A crop fit for royalty the King family

A crop fit for royalty the King family | The Cultivator Autumn 2021

A crop fit for royalty: the King family

Located 10 kilometres south of the picturesque north west New South Wales town of Mullaley lies the King’s property, home to three generations of Australian crop farmers.


Taking over the daily operations on the farm from his parents Jim and Robyn King four years ago, James and Sophie King run the 1300-hectare property year-round.


The lush property with copious space is used for a range of agriculture. The land is divided up by 200 hectares of grazing land, 170 hectares of irrigation and a remaining 930 hectares used for growing broad acre premium durum wheat, sorghum and cotton.


Prior to taking on the family farm full time, James spent 24 years running a crop spraying contracting business which remains operational alongside working the Mullaley property.


“We aim to grow as much top-quality durum wheat with high protein levels for Manildra Group as possible each year,” Mr King told The Cultivator.


“It’s always nice to have both businesses operating, especially during the years of drought. The Spraying business really was a key part of our ability to be able to run the farm through the last tough few years,” he said.


According to James, in the entire 50 years that the King family has owned the property, the recent drought saw them miss two winter crops for the first time ever.


“It was a challenging time for all farmers, but we were lucky in comparison to most,” he reflected.


With 170 hectares of irrigation on the property, the King’s were able to use this to their advantage during intense dry periods.


Missing out on two winter crops, the Kings sowed more wheat in 2020 than previous years with the aim of providing ground cover and the weather paid off with high yields harvested late last year in what James described as, “An amazing harvest with no rain at all – my favourite time of the year.”


The high protein durum wheat grown on the King property is harvested and sent to Manildra Group’s Gunnedah mill in north west New South Wales.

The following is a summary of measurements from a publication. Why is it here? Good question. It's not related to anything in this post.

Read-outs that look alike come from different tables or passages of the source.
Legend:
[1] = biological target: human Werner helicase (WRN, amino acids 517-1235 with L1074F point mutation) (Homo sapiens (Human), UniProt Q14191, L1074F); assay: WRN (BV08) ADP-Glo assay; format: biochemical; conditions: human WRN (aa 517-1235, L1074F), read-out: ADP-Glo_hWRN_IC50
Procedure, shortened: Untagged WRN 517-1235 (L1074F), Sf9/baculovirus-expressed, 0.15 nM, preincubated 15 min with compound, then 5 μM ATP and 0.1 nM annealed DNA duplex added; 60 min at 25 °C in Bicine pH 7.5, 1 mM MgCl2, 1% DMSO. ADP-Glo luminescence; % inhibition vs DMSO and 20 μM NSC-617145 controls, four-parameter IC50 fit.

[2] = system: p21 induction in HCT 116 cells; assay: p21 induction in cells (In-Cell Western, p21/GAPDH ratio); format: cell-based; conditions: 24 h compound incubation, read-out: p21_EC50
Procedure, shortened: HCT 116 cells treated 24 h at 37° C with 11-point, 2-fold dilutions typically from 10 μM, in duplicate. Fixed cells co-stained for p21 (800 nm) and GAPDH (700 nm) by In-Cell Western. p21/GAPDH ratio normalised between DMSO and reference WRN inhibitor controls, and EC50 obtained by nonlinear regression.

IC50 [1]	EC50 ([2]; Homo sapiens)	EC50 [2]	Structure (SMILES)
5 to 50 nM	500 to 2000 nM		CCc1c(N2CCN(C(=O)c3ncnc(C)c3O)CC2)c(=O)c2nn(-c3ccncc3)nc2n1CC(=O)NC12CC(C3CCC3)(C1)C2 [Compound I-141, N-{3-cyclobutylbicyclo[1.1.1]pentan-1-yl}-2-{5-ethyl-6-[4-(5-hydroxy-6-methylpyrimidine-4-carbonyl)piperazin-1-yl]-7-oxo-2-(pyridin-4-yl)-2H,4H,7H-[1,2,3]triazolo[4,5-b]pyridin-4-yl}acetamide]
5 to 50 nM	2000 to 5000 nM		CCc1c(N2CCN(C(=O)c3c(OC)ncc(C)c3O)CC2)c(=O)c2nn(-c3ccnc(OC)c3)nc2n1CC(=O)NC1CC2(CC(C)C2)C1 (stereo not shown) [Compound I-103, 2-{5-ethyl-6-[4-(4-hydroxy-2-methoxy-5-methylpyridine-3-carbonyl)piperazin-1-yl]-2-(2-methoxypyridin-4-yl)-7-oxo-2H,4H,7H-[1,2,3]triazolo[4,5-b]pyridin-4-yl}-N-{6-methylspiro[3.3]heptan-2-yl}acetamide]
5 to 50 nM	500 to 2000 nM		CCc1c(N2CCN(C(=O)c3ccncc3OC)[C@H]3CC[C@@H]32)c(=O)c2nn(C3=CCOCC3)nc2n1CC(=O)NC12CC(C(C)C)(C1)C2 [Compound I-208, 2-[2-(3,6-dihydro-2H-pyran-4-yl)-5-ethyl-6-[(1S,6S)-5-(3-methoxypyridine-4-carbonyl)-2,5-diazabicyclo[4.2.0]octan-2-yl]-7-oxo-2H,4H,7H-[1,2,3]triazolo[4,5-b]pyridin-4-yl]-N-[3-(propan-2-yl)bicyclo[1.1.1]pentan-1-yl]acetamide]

“We have a great relationship with Manildra Group and love working with such an obliging and professional team at the Gunnedah mill,” Mr King said.


Manildra Group Head Grain Buyer, Peter Sloan has worked with the King family for over 14 years when James’ father Jim King was at the helm.


“We have a strong relationship with the King family and are always impressed with their high protein durum wheat,” said Mr Sloan.


“Their proximity to the Gunnedah mill and passion for the land means they are a perfect fit for the type of grain we are looking to buy,” he said.


Looking to the future of the business, Mr King is hopeful that one of his three daughters may return to the property and become the fourth generation of King’s to farm on the land.


The King’s durum wheat is an essential ingredient in producing high-quality durum semolina which is widely used in the pasta making industry in Australia. A hard and dense wheat, durum wheat is known for its high protein content which aids in providing structure in pasta products.


Looking beyond 2021, the King’s plan on diversifying their cropping to a more intensive approach.


“With land getting more expensive, we are looking at investing in ways to maximise the use of our land through more sustainable solutions,” said Mr King.


The King Family have already established a number of systems to better manage drought, save money, increase yield, and use new farm technologies, but also acknowledged the operation would adapt further to respond to fluctuating industry demands and changing weather.


“The irrigation systems and underground water we have in place have definitely helped keep our yields as consistent as possible in the recent years, however we have also found that utilising a system of long fallow rotation has also allowed our soil to recover between sows and gain back its full nutrient base,” said Mr King.


“This practice of long fallow rotation has also meant we are reducing resistance to herbicides used further cutting costs to chemicals and labour on the property.


“We also practice full zero till farming to not disrupt and erode the soil and to conserve moisture where possible. We use camera sprays to reduce our herbicide use on all of our crops.


“We are very happy with the results we are seeing from these practices and want to focus on putting as much back into our soil as we are getting out,” he said.


“As a third-generation farming family, we are very proud to be able to sell our grain to a 100 per cent Australian family- owned company.


“Manildra Group’s values, support and presence in regional Australia is very important to
us when it comes to our product, and we look forward to a long, productive working relationship with Manildra for years to come,” Mr King said.